The word wilderness evokes impressions and emotions in people that vary widely. To some, the wilderness is frightening— bringing to mind mostly negative images: savage mammals, dangerous reptiles, harmful insects, treacherous landscapes, and threatening climates. To them, the wilderness is mostly to be avoided and is best observed from behind glass. For others, the images are mostly positive: plentiful and mostly harmless mammals, captivating reptiles, amazing insects, beautiful landscapes, and wonderfully varied climates. To them, close-up wilderness experiences are to be coveted and remembered.
The Bible frequently gives us negative impressions about the wilderness. It brings to mind the rebellious children of Israel wandering in the desert, fearful prophets seeking to escape threatening rulers, and Satan’s temptation of Jesus. But on the positive side are pictures of patriarchs like Abraham, Isaac, and Jacob following their flocks; Moses and Elijah interacting with God; David and Jonathan forging a lifelong friendship; and Jesus retreating into the wilderness for rest, quietness, and communion with His Father.
The original Hebrew gives us some significant insight into the meaning of the word wilderness. The most common word for it, used some 255 times in the Old Testament, delineates a desert, a pasture, or simply an uninhabited and uncultivated land. A couple of other words add the concept of desolation or the dwelling place of wild beasts. The root word in New Testament Greek translated as wilderness is similar to the Hebrew but adds remoteness and solitude. The basic meaning of the English word is “the place where the wild creatures are,” set in opposition to regions where domesticated animals and people predominate.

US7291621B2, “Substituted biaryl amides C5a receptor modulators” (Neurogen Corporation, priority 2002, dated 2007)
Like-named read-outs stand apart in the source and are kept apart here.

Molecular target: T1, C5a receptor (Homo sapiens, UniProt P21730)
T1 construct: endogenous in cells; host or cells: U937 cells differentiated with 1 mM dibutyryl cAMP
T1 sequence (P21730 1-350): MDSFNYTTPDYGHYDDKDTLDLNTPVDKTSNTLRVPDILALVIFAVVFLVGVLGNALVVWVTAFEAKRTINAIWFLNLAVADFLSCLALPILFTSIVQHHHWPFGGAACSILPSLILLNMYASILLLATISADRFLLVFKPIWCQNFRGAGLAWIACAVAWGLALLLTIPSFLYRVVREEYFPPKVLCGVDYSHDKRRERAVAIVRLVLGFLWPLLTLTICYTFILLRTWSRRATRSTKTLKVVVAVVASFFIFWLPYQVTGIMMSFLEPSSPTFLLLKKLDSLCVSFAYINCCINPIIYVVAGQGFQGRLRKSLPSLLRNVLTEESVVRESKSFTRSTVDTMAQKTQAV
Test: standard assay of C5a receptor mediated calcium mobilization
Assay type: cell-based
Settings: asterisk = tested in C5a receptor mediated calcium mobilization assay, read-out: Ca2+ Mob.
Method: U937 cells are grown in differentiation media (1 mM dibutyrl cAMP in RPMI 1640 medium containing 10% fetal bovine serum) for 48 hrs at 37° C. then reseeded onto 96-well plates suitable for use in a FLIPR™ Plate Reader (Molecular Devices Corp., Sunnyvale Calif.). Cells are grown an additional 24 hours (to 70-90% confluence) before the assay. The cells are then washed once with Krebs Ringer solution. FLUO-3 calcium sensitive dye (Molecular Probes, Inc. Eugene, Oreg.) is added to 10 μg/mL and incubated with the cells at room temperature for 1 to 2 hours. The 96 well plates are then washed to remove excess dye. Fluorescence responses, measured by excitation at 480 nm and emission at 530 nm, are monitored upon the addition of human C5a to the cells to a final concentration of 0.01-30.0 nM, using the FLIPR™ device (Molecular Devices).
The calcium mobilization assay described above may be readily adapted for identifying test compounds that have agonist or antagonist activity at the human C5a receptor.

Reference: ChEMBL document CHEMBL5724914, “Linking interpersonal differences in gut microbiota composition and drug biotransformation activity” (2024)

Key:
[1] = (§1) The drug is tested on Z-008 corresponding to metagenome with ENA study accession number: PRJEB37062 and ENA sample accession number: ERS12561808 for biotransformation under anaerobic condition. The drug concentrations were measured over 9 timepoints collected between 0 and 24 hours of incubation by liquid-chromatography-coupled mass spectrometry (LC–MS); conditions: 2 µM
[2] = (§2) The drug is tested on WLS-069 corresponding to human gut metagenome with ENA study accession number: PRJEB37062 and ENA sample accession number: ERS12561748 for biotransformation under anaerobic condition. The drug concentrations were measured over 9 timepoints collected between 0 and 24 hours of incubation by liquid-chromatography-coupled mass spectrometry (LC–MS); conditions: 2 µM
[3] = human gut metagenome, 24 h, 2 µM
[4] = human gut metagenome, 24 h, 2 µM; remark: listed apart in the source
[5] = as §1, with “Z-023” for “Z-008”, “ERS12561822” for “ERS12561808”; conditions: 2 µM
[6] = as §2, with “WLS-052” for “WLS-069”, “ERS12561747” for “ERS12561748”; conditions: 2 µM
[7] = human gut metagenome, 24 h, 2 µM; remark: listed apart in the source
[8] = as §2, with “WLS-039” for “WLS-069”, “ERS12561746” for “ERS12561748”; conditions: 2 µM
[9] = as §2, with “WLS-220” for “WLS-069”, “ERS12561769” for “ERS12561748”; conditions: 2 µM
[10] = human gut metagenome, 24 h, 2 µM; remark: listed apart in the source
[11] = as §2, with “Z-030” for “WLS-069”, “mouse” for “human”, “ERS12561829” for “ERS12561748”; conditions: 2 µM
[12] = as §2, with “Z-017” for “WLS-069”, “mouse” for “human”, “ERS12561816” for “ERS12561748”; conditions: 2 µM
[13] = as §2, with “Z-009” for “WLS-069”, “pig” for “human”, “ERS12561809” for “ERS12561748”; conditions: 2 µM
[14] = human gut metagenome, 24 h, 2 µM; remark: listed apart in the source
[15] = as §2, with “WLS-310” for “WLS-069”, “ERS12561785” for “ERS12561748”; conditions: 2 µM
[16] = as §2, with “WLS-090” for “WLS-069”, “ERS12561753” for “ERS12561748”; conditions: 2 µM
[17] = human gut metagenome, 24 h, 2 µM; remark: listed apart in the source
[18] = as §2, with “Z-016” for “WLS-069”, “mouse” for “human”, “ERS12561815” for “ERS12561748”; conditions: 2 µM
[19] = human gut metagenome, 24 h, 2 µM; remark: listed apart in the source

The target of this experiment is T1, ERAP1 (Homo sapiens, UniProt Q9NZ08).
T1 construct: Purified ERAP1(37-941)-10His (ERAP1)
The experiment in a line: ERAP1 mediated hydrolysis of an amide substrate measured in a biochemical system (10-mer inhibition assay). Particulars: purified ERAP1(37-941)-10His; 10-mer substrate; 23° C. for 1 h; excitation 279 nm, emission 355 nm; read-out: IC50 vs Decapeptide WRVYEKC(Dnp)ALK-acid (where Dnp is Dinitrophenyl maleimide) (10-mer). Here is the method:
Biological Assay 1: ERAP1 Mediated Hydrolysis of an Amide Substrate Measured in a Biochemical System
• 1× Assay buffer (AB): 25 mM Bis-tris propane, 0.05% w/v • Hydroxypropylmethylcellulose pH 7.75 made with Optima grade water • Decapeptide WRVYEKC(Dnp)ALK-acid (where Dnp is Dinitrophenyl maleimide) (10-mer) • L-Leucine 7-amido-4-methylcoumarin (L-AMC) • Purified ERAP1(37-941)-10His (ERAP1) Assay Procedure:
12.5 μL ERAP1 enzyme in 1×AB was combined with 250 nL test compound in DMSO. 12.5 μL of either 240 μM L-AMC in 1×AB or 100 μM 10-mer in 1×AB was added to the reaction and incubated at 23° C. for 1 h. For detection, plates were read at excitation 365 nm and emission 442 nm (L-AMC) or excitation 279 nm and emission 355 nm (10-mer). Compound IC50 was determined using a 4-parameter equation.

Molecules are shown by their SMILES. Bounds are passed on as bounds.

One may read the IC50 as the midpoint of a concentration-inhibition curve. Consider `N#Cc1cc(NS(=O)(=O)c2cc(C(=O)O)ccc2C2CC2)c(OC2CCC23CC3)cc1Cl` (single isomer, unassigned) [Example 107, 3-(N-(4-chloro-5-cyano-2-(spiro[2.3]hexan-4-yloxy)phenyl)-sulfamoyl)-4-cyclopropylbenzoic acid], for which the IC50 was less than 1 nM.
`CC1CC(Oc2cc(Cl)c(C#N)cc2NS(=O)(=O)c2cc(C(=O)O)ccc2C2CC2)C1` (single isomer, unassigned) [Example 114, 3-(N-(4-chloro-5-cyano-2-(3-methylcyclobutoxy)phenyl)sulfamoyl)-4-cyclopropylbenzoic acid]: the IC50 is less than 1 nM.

For the purpose of this booklet, wilderness is used broadly to define areas of the earth where the influence of people has been light. While artifacts and influences of human exploration, industry, recreation, and warfare are now present everywhere on the globe, there are many areas where we can still experience the outside world in much the same manner as our ancient ancestors.
Over the centuries, civic and national leaders have recognized the importance of preserving natural areas in the vicinity of urban developments—like parks, lakes, forest preserves, trails, and riverside recreation areas. The existence of a city park is mute testimony to the fact that the human heart yearns for relief from the unrelenting pressure of manmade things and human systems. Any place where we can manage to be mostly alone with our senses and attuned primarily to what God has made can serve as a sort of wilderness. As a child, I often found that a square foot of grass observed with a magnifier, or a clump of overhanging shrubs that could give me a private “fort,” served to fulfill some of the beneficial aspects of a wilderness experience.
Yet as one outdoor adventurer noted, “The deeper the wilderness, the deeper the experience.” This is perhaps why the most significant biblical sojourns into the wilderness were the ones that were for an extended time or were the most remote. Sometimes more space and time are required for us to receive the positive spiritual impact of a wilderness experience.
There’s another wilderness theme in the Bible that we will not examine: the use of the word wilderness as a metaphor for one’s life experiences. In fact, wilderness as a symbol or figure of speech is by far its most common treatment in books and commentaries on the Bible. Studies that look at the wilderness as the place of the most significant disclosures of God’s “general revelation” are in the minority. In the pages that follow, we will focus on the natural places in our world where people can go to be alone with their Creator— the wild regions.